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Ever wondered what goes on behind the scenes to create those amazing bird atlases?
We’re excited to announce the publication of a new guide on how to take a breeding bird atlas project from start to finish. The North American Ornithological Atlas Committee (NORAC) Handbook is an in-depth resource for anyone in North America or beyond who wants to pursue a bird atlas project, or who simply wants to know what goes into creating a bird atlas. We invite you to download and peruse this free resource in English or French.
 
What is a Breeding Bird Atlas?
A breeding bird atlas maps the distribution and relative abundance of breeding bird species across a specific geographic area (e.g., a province or region). An atlas project is a complex, collaborative, and multi-year undertaking. It includes everything from securing project funding, identifying suitable sampling strategies for collecting data, stewarding volunteers, managing and analyzing large amounts of data, creating maps, publishing results, and much more. In the new handbook, atlas organizers will find detailed information to guide them through every step.
 


Red-Necked Grebes Photo: Missy Mandel

Why Are Bird Atlases Important?
There are many reasons for pursuing atlas projects. The large scale of atlases makes them an effective way to track ecosystem health, and the results have important applications for wildlife management and conservation. For example, atlas results can be used to inform conservation policy, species at risk recovery, habitat management and stewardship, and more. Atlas projects are usually based on five years of field work and repeated in the same region at regular intervals (e.g., every 20 years), so results track changes over time. And because they are volunteer-driven, atlases are meaningful opportunities to get more people engaged in nature appreciation, Citizen Science, and conservation.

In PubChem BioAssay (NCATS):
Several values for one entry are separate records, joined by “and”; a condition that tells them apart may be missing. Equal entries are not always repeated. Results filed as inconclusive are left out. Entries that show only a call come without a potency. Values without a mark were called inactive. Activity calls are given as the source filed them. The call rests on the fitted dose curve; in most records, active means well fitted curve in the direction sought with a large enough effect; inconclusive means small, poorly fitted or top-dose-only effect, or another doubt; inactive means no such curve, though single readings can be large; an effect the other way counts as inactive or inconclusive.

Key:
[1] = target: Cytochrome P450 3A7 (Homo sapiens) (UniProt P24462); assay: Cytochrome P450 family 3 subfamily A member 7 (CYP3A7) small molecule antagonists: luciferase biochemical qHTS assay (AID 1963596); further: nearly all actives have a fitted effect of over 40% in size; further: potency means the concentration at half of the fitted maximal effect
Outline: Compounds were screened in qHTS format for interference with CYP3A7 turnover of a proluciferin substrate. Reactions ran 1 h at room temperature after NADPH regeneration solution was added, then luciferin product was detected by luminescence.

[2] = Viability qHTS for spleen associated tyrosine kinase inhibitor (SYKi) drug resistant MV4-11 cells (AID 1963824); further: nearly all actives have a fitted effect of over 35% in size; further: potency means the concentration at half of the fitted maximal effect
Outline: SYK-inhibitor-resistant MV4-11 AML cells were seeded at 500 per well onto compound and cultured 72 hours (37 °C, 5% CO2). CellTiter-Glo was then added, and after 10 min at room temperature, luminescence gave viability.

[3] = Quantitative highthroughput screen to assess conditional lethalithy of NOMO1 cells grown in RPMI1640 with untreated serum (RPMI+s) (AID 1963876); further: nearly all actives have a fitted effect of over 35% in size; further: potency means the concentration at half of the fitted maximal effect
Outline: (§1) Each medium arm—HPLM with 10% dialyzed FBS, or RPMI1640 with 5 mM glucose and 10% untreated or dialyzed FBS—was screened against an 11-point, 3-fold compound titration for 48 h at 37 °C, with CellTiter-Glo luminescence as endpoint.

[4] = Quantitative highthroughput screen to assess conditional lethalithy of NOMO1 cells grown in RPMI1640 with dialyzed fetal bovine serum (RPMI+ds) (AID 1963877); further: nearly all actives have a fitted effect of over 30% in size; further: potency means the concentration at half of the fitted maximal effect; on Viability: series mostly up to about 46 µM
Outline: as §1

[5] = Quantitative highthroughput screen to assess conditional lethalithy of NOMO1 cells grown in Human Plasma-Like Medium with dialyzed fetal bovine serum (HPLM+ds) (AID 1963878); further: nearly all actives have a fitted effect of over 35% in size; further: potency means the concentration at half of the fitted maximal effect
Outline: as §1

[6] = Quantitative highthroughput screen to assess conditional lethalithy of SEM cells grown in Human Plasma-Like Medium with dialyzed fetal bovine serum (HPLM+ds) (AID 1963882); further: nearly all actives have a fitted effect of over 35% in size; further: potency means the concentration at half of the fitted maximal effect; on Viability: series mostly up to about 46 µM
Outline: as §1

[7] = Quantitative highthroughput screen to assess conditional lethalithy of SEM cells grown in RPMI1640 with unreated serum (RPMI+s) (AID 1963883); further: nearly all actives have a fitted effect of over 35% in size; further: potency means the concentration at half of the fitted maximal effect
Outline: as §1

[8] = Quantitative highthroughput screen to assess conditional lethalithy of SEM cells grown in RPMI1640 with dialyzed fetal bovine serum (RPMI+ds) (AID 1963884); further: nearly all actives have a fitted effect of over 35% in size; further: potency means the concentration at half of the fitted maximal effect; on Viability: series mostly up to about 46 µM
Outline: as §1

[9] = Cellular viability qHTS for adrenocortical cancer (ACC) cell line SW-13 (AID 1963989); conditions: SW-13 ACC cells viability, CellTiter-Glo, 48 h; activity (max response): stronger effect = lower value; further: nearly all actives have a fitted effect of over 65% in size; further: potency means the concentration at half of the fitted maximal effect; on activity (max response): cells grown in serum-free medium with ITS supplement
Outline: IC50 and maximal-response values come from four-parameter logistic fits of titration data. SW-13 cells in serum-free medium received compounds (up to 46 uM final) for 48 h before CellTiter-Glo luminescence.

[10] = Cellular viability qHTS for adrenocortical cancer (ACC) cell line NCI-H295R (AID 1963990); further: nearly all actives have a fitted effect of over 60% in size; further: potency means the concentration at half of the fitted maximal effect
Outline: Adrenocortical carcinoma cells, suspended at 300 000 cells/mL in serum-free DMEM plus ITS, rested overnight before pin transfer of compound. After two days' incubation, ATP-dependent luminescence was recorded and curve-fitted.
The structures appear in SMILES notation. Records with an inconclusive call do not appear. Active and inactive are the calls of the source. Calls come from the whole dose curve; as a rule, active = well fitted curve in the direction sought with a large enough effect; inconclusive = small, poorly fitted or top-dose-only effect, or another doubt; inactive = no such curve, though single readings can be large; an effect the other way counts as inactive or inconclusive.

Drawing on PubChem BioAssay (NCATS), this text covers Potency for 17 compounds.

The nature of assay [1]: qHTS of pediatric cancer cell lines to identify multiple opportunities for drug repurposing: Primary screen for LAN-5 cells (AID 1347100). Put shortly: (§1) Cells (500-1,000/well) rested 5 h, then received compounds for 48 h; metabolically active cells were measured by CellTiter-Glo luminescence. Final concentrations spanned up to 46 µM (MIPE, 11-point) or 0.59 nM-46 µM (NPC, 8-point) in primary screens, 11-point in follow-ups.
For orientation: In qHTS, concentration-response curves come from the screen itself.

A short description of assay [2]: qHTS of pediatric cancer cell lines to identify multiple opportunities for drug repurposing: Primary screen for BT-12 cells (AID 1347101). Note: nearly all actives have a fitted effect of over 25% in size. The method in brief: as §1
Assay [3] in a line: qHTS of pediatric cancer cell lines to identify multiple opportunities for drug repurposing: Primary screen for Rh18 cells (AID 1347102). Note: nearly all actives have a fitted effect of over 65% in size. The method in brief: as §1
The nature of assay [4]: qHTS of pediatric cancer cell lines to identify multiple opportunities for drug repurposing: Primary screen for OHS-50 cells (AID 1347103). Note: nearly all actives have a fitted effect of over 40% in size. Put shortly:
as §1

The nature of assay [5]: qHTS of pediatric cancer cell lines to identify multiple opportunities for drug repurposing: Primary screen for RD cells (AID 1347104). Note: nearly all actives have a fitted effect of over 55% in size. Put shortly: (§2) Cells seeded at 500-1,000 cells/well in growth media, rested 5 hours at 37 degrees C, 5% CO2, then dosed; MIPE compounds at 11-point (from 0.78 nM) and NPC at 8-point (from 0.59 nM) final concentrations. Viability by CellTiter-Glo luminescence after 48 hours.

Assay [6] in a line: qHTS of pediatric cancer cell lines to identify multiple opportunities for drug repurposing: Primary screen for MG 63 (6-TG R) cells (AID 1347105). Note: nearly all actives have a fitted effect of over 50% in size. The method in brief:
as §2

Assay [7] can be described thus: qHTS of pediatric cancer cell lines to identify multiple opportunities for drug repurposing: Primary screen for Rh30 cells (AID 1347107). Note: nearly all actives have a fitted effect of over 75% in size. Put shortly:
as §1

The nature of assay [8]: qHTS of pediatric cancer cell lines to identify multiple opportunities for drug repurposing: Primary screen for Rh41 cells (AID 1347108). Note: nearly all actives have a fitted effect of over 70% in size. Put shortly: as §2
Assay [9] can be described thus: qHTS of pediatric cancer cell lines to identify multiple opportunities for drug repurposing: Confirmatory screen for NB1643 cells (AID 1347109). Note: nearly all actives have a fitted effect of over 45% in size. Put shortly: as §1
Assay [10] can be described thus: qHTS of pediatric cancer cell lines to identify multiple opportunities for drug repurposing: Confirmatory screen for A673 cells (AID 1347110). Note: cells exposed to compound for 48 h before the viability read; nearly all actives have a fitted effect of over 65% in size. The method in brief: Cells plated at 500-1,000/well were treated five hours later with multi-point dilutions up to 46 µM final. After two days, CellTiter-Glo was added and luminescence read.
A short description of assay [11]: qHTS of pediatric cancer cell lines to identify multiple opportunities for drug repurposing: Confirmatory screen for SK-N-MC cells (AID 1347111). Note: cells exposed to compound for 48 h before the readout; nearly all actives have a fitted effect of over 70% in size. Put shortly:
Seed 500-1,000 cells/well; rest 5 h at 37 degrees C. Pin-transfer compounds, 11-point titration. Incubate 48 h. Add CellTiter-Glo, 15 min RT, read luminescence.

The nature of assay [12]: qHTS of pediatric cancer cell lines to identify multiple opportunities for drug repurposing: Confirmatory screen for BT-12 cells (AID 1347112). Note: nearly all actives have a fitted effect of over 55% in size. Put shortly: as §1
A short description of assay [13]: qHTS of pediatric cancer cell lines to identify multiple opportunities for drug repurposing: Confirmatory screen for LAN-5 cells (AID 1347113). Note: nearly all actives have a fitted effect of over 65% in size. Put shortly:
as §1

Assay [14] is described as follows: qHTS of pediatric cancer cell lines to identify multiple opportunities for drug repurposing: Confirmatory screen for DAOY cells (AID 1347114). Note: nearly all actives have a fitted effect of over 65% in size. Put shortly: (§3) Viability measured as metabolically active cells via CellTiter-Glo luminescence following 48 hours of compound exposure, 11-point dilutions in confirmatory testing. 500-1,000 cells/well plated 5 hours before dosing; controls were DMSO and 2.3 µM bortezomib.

In Canada, breeding bird atlases involve collaboration among thousands of volunteer Citizen Scientists, Environment and Climate Change Canada, Bird Studies Canada, provincial governments, natural history and non-governmental organizations, and the private sector. There are several atlas projects currently underway in the country:

You can learn more about breeding bird atlases on Bird Studies Canada’s atlas webpage or in the new NORAC Handbook.
Like a bird atlas, the NORAC Handbook was a collaborative endeavor taking many years to complete. It was based on input from members of NORAC and the wider bird atlas community, and its principal recommendations have been endorsed by NORAC. The handbook was written and edited by Gregor Beck, Andrew Couturier, Charles Francis, and Seabrooke Leckie, and was published by Bird Studies Canada. Financial support for this initiative was provided by the Government of Canada.

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